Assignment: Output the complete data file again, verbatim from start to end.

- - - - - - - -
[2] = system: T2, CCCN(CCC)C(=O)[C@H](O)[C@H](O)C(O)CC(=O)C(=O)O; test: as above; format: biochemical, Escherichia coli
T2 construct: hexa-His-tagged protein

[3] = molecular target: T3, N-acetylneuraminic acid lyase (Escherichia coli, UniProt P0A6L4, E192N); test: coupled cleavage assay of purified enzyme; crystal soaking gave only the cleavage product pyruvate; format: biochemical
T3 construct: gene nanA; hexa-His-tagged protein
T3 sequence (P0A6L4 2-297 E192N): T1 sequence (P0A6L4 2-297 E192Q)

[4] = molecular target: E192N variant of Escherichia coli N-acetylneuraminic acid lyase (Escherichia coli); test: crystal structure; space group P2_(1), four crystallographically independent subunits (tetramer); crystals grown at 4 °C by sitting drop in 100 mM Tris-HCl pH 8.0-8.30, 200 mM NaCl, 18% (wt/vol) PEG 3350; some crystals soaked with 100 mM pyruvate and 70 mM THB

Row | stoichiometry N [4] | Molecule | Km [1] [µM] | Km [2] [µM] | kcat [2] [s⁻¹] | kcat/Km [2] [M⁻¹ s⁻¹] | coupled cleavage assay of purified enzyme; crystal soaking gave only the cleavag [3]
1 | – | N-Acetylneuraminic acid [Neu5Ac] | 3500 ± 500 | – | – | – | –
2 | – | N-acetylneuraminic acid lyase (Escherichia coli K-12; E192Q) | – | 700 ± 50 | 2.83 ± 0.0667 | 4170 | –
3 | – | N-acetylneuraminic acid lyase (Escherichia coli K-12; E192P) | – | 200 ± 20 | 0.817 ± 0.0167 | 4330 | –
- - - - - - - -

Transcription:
[2] = system: T2, CCCN(CCC)C(=O)[C@H](O)[C@H](O)C(O)CC(=O)C(=O)O; test: as above; format: biochemical, Escherichia coli
T2 construct: hexa-His-tagged protein

[3] = molecular target: T3, N-acetylneuraminic acid lyase (Escherichia coli, UniProt P0A6L4, E192N); test: coupled cleavage assay of purified enzyme; crystal soaking gave only the cleavage product pyruvate; format: biochemical
T3 construct: gene nanA; hexa-His-tagged protein
T3 sequence (P0A6L4 2-297 E192N): T1 sequence (P0A6L4 2-297 E192Q)

[4] = molecular target: E192N variant of Escherichia coli N-acetylneuraminic acid lyase (Escherichia coli); test: crystal structure; space group P2_(1), four crystallographically independent subunits (tetramer); crystals grown at 4 °C by sitting drop in 100 mM Tris-HCl pH 8.0-8.30, 200 mM NaCl, 18% (wt/vol) PEG 3350; some crystals soaked with 100 mM pyruvate and 70 mM THB

Row | stoichiometry N [4] | Molecule | Km [1] [µM] | Km [2] [µM] | kcat [2] [s⁻¹] | kcat/Km [2] [M⁻¹ s⁻¹] | coupled cleavage assay of purified enzyme; crystal soaking gave only the cleavag [3]
1 | – | N-Acetylneuraminic acid [Neu5Ac] | 3500 ± 500 | – | – | – | –
2 | – | N-acetylneuraminic acid lyase (Escherichia coli K-12; E192Q) | – | 700 ± 50 | 2.83 ± 0.0667 | 4170 | –
3 | – | N-acetylneuraminic acid lyase (Escherichia coli K-12; E192P) | – | 200 ± 20 | 0.817 ± 0.0167 | 4330 | –